In Sangeetha - Ratnakara The principles of formation of Vikrita swaras were dealt with but these principles underwent several changes in the hands of subsequent musicologists and the present system of Vikrita swaras varies with the principles enunciated in Sangeetharatnakara.
The next important event in the evolution of Carnatic Music in the last lap of the medieval period can be traced to the time of Vidyaranya and Annamacharya. Vidyaranya wrote a book called Sangeetha-Saramu and he was the pioneer for the formation of Mela Kartha and Janya-Raga system now in vogue which was subsequently perfected by Venkata Makhi and "Govinda-mathya". Annamacharya was a great Vaggeyakaraka (composer of music and literature) and created innumerable “Padams” also called as Sankeerthanas. He wrote in Sanskrit a unique book called Sankeerthana - lakshanam” which was translated into Telugu by his grandson China Thirumalacharya. His compositions were preserved in The T.T. Devasthanam in several copper plates. The literary part of his compositions only is available and the music portion of his composition was not available as no notational background to these compositions could be traced. Further the system of writing the notation for the songs created was not developed during that period.
By Dr. I. Srinivas
On reading a good poem or viewing a well-presented drama, one's heart is filled with as inexplicable joy called Rasa in the parlance of literature. One can understand if this is with reference to a poem or drama where the theme is love. Because love is the most blissful experience in real world also. But one is at a loss to understand the joy that pervades his heart even while reading or viewing a pathetic scene or a frightening episode. Because one's experience in the real world with regard to pathos and horror are not on the same lines. Here comes the term Rasa which explains this phenomenon.
Rasa as used by the poeticians has two meanings one is sentiment. There are nine Rasas in literature, namely Sringara (erotic), Hasya (comic) , Karuna (pathetic), Vira (heroic), Raudra (furious), Bhayanaka (terrible), Bibhatsa (odious) ,Adbhuta (marvellous) and Santa (peaceful). The other meaning of Rasa is the aesthetic experience or the joy aroused in the hearts of the connoisseurs by the proper delineation of a sentiment in a poem or drama. In this sense we come across phrases like "awakening of Rasa", the poem is full of Rasa etc.
It is Bharata, the author of Natyasastra who first explained how Rasa is accomplished in his maxim- Vibhavanubhava- vyabhicari-samyogad Rasa-nispattih. Rasa is accomplished as a result of the conjunction of Vibhava, Anubhava and Vyabhicaribhava.
What are these Bhavas? Let's acquaint ourselves with technical terms first, because these are inseparably associated with the discussion of Rasa.
Vibhava, is the objective condition that causes an emotion hence an excitant. It is of two types. Alambana, the person with reference to whom the emotion is manifested and Uddipana, the circumstances that excite the emotion. For the hero, the heroine is the Alambana and the Moon cool breeze etc. are the, Uddipana.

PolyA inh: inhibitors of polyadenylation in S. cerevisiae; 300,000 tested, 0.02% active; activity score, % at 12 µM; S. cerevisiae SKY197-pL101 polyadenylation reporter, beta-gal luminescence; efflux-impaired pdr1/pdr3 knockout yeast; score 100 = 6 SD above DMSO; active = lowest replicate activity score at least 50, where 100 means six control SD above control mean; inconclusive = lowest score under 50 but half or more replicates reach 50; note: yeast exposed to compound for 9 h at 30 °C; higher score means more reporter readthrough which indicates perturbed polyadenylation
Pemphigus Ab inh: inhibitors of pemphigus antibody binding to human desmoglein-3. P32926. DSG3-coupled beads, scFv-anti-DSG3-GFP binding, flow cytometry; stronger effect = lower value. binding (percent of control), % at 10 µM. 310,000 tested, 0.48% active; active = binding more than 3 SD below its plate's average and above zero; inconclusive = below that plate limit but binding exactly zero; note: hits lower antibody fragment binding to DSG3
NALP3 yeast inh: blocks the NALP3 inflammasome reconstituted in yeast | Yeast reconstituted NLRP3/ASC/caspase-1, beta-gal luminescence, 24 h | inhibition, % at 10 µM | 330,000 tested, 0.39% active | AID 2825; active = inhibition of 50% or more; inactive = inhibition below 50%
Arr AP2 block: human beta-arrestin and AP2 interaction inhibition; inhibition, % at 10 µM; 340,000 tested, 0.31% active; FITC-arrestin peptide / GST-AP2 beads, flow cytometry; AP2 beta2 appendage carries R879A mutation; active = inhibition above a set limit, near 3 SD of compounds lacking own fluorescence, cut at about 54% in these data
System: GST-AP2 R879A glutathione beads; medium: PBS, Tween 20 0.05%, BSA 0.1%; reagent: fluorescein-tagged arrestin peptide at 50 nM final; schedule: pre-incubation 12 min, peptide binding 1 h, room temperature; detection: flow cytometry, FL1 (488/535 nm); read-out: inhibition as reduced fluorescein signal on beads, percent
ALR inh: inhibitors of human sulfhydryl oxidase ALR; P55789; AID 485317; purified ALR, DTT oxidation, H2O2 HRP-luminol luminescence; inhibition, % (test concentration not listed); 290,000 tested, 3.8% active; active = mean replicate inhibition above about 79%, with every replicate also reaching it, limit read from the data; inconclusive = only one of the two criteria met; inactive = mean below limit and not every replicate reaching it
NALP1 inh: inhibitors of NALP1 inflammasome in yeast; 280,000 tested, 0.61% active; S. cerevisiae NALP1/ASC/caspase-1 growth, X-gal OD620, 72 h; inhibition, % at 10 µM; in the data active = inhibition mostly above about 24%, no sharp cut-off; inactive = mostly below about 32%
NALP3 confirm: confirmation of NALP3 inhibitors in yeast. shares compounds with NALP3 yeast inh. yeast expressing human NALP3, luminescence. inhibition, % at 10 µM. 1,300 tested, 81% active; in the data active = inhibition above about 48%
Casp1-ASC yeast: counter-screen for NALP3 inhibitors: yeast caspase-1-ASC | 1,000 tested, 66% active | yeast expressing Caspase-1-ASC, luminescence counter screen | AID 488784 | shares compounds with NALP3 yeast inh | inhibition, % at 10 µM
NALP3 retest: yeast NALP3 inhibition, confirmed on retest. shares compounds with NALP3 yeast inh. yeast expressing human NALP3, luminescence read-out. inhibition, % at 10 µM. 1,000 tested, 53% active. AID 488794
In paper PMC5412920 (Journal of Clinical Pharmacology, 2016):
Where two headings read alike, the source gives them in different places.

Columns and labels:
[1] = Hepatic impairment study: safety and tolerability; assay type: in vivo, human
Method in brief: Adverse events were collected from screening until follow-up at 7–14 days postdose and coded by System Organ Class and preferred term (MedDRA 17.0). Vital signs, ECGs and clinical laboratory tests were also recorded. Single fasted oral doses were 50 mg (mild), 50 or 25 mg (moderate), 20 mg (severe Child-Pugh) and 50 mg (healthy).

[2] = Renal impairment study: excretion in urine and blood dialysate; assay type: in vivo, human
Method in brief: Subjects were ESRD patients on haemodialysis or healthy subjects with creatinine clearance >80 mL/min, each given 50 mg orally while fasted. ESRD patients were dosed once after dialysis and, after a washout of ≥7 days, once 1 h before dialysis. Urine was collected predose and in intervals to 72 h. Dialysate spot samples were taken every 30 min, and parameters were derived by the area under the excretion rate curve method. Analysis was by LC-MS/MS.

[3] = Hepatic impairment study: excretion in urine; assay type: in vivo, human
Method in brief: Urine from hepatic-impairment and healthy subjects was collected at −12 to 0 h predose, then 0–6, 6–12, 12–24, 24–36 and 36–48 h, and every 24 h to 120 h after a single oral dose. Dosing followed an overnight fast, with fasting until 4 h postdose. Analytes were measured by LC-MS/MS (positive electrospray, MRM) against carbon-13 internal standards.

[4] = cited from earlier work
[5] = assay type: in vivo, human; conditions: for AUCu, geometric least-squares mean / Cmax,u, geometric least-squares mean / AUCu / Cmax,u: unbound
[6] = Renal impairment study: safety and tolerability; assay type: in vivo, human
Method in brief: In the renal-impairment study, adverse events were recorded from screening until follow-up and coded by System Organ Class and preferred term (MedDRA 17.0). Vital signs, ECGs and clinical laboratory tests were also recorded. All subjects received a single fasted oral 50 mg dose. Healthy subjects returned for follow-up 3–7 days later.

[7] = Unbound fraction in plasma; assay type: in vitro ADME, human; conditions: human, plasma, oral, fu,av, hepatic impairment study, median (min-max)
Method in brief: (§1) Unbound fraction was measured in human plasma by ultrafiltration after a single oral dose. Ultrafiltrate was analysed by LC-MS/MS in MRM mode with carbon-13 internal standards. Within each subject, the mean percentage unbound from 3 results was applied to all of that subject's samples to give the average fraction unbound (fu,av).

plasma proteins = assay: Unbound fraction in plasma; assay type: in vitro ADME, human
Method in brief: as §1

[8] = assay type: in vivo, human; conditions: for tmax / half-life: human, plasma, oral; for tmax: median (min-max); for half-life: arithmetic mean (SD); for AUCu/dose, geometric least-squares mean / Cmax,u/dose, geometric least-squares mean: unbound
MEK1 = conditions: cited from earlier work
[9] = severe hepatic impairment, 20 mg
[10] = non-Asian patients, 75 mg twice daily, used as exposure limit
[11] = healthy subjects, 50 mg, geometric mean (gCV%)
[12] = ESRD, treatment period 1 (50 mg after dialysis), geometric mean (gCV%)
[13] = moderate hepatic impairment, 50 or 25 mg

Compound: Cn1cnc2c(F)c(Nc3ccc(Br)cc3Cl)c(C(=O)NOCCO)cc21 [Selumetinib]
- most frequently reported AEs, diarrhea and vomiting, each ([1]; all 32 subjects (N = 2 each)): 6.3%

Anubhava is the consequent i.e., the bodily expression that reveals the emotions. For ex: the enchanting smile of the lady, her bashful glances etc. Eight temperamental states called Sattvikabhavas are also considered as Anubhavas.
Vyabhicaribhavas are the transitory feelings that accompany the emotion, such as anxiety, stupor, delight etc. These are enumerated as thirty three. As these are not permanent and pass in quick succession associating themselves with almost all the sentiments, these are called transitory feelings.
Then there are nine Sthayibhavas corresponding to the nine Rasas. The Sthayis are of the nature of Vasanas and reside in the connoisseur permanently.
Now what is the nature of the conjunction of all these Bhavas? There have been a number of explanations presented by the various commentators and poeticians according to the school of thought they belonged to. The two works Samyoga (conjunction) and Nispatthi (completion or production) are the main sources of contention.
What is the relation between the Bhavas and Rasa? Is it cause and effect? This can't be because in poetry the pathetic environment also causes delight. Then is it that of the created and the created? This also can't be as there is not anything created anew. Rasa is only a manifestation of the inherent emotion.
Abhinavagupta explains the realisation of Rasa in his Abhinavabharati ,a commentary on Bharata's Natyasastra and Locana, a commentary on Anandavardhana's Dhvanyaloka. His explanation is based on the concept of universalisation propounded by his teacher Bhatta Tauta. It can be thus summarized.
The aesthetic composition of a poet because of its being pregnant with suggestive force is comprehended by the connoisseur devoid of all its local character. Thus the Rama on the stage is neither the real Rama nor the actor who played the part. This Rama becomes a universal character who is experiencing the pangs of separation from his love. This universalisation in its turn leads to a new experience that gets connected with the past impressions and memories dormant to the mind and there by lifting the present experience into a transcendental exhilaration that is akin to the spiritual bliss. This is why even tragedy becomes a source of joy to the connoisseur.
This is a presentation of the concept of Rasa in brief to acquaint the lay reader with the concept and show how the Indian mind worked to find a solution on philosophical lines about aesthetic experience.